Around the world, efforts are being made to close the gender gap in science and encourage more women into the field. Here are eight women at ETH who are already changing the world.
Professor Simone Schürle-Finke
Professor Simone Schürle-Finke is researching in the field of biomedical engineering and is Assistant Professor for Responsive Biomedical Systems at ETH Zurich. An expert in nanoengineering, her current project is looking at ways to incorporate nanorobotics into diagnosing and treating diseases, like cancer. She is also serving as Global Future Council for the World Economic Forum and is co-founder of MagnebotiX, a young spin-off from ETHZ that develops magnetic manipulation systems, including magnetic field generators.
Professor Kristina Shea
Professor Shea is Head of the Institute of Design, Materials and Fabrication at ETH Zürich. Since earning her doctorate at Carnegie Mellon University in the US in 1997, she has worked in the UK, Germany and Switzerland and developed an expertise in computational design. Her work today is focused on using computational models and tools to design more innovative and complex engineered systems and products. This means, for example, 3D-printing structures that were previously too difficult or too expensive to manufacture in another way, such as bespoke spinal disc implants with up to 100,000 customisable elements.
Professor Vanessa Wood
Professor Wood, who has been at ETH Zürich since 2011, now holds the chair in the Materials and Device Engineering Group and is head of the Department of Information Technology and Electrical Engineering. She earned her PhD in Electrical Engineering at the Massachusetts Institute of Technology in 2009 and subsequently worked on quantum dot LED technology. She now focuses on battery technology - a vital topic in a world where mobile devices, electric vehicles and renewable energy storage all depend on batteries - specifically looking at ways to make batteries more efficient, such as with nanoparticle engineering.
Professor Nicola Spaldin
Professor Spaldin has earned numerous honours in a career of more than 20 years, including the L'Oreal - UNESCO Award For Women in Science in 2017, and fellowships of the Royal Society and European Academy of Sciences. A materials theorist with a PhD in chemistry from the University of California, Berkeley (1996), Professor Spaldin is now head of BSc and MSc Materials Science in the Department of Materials. Her work has laid theoretical foundations for the understanding and development of multiferroic materials, which are unique in that they are simultaneously magnetic and electric.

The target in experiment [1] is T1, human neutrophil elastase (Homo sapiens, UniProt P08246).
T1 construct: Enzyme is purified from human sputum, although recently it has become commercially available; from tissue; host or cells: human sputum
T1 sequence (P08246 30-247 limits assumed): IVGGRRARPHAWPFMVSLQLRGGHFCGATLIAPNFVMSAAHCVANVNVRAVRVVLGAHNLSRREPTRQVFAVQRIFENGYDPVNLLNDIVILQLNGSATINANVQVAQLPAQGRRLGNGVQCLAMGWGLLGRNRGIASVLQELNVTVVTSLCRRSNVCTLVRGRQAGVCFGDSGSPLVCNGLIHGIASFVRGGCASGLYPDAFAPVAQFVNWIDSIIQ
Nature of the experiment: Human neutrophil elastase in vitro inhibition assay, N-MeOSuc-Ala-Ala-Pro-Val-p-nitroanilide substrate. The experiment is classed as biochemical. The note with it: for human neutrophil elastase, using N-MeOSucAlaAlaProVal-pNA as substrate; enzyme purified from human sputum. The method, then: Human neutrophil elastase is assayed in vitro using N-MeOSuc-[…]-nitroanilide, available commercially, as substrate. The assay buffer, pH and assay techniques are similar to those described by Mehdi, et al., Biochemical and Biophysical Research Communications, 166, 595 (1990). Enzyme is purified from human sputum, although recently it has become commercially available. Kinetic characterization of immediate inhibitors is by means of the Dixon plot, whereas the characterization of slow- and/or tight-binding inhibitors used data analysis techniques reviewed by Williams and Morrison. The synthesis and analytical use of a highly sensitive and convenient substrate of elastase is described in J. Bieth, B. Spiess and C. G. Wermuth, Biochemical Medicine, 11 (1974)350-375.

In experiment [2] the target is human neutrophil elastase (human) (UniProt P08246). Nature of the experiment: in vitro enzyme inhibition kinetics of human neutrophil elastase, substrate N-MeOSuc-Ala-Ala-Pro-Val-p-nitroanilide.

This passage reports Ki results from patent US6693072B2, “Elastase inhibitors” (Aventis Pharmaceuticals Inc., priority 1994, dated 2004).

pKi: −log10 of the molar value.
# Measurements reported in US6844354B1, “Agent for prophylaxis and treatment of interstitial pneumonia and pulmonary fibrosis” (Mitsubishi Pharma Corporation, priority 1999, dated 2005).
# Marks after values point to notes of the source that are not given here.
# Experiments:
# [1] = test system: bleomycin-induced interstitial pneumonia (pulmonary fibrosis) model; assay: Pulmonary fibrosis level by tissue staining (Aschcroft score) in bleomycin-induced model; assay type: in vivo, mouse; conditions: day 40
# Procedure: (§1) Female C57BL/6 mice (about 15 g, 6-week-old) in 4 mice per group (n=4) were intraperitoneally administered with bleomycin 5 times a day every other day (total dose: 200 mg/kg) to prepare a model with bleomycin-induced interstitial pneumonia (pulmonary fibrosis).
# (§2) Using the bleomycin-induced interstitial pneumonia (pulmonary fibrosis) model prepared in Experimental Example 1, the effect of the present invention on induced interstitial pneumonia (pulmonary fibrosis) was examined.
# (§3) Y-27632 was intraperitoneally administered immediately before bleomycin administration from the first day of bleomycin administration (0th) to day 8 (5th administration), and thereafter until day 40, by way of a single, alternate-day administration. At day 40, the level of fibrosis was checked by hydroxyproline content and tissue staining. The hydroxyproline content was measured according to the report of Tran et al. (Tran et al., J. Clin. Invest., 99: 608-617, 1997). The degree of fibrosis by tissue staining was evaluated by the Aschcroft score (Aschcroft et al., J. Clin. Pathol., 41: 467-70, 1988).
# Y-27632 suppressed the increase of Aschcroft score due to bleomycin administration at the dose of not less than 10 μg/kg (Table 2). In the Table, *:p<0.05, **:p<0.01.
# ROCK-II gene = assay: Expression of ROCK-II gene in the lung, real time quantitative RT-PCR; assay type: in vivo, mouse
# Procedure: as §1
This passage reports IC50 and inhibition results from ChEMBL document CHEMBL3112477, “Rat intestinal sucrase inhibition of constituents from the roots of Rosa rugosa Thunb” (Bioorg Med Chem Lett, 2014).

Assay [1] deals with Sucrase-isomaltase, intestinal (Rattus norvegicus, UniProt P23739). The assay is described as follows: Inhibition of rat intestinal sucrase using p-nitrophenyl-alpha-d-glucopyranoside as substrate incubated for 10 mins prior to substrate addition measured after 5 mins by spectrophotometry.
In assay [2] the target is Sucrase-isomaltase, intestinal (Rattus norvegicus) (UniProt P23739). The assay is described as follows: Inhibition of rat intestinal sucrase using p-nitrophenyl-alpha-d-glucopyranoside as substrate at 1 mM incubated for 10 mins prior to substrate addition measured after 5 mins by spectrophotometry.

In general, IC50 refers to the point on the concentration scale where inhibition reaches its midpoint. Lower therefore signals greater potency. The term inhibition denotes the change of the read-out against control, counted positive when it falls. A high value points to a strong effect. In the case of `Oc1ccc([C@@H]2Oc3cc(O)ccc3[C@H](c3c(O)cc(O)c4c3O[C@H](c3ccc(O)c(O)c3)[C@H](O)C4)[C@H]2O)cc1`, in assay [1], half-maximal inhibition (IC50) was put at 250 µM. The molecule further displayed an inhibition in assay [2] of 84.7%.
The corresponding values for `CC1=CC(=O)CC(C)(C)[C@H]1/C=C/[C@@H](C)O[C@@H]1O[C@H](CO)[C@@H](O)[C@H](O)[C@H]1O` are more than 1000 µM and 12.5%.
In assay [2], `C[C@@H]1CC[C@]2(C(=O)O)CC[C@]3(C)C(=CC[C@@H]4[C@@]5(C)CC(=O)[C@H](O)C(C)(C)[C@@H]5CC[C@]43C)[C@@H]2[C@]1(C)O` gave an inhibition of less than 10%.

Professor Margarita Chli
A specialist in computer vision, Professor Chli has worked at ETH Zürich since 2015 and is currently deputy head of the Institute for Robotics and Intelligent Systems and Swiss National Science Foundation (SNSF) professor in the Department of Mechanical and Process Engineering. Since completing her PhD at Imperial College, London (2010), she has worked on developing robots to aid search and rescue, researched technologies for autonomous personal air travel and helped build a swarm of micro helicopters to autonomously map disaster areas.
Professor Gabriela Hug
Deputy Head of Power Systems and High Voltage Lab in the Department of Information Technology and Electrical Engineering, Professor Hug has a longstanding connection with ETH Zürich, having completed her MSc there in 2004 and her PhD in 2008. She has also taught in the USA and Canada. Professor Hug is researching technologies for controlling and optimising the electrical grid to better integrate renewable energy generation, something that will be vital in a clean-energy future.
Professor Olga Fink
An expert in deep learning and intelligent fault detection, Professor Fink has been Professor of Intelligent Maintenance Systems at ETH Zürich since October 2018. Her PhD, from ETH Zürich, looked at 'Failure and Degradation Prediction by Artificial Neural Networks: Applications to Railway Systems' and she has experience working on railway systems with Stadler Bussnang AG and Pöyry Switzerland Ltd. Her research is focused on using AI to improve the safety of complex industrial assets, from railways to oil tanker fleets.
Professor Consuelo De Moraes
Professor De Moraes studies biocommunications - the communication between organisms, such as between insects and plants. The De Moraes group also oversees the ETH Zürich Entomological Museum, which hosts one of the most important insect collections in central Europe with over two million specimens. The winner of numerous awards, Professor De Moraes is also a fellow of the American Association for the Advancement of Science and the Entomological Society of America.